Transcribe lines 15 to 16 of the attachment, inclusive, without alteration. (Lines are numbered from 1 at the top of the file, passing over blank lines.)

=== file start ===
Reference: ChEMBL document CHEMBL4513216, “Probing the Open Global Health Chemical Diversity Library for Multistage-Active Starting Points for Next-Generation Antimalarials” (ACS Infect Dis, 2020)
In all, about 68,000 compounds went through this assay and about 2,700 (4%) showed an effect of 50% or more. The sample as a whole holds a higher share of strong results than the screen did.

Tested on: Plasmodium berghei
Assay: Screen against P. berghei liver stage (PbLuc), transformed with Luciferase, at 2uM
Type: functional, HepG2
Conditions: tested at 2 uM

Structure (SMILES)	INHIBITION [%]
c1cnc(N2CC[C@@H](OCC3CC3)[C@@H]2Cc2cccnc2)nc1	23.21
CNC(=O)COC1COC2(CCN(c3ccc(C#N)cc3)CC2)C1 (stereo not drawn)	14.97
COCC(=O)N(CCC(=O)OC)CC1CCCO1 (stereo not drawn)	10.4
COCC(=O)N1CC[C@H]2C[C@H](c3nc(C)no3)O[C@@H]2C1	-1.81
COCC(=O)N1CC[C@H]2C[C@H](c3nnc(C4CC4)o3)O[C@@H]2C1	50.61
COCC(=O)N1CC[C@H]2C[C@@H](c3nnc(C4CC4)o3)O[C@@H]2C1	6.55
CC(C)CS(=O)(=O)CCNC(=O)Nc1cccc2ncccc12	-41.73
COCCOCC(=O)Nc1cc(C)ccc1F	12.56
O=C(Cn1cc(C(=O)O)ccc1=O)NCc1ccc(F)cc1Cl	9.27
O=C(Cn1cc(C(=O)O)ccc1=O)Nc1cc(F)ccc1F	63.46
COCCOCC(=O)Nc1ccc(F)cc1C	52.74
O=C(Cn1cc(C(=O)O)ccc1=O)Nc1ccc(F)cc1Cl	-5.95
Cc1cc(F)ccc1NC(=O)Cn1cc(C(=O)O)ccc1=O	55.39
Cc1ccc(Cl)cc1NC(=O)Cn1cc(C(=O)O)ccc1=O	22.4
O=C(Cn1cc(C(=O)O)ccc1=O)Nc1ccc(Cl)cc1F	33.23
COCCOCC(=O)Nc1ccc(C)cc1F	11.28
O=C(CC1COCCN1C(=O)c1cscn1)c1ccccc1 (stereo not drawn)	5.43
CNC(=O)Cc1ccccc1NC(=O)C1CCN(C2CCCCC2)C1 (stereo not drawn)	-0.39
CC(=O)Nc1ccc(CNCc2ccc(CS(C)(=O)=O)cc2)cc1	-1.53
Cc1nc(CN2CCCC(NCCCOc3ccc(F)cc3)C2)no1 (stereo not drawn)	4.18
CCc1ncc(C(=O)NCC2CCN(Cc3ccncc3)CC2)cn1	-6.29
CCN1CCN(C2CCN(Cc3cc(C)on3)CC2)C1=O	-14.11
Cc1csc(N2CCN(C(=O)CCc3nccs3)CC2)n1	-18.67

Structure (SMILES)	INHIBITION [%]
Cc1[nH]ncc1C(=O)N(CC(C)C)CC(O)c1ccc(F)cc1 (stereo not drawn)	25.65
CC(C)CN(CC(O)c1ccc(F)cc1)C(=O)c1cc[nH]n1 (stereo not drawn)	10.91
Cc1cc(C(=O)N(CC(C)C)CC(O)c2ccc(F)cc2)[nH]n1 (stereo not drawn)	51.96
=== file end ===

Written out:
COCCOCC(=O)Nc1cc(C)ccc1F	12.56
O=C(Cn1cc(C(=O)O)ccc1=O)NCc1ccc(F)cc1Cl	9.27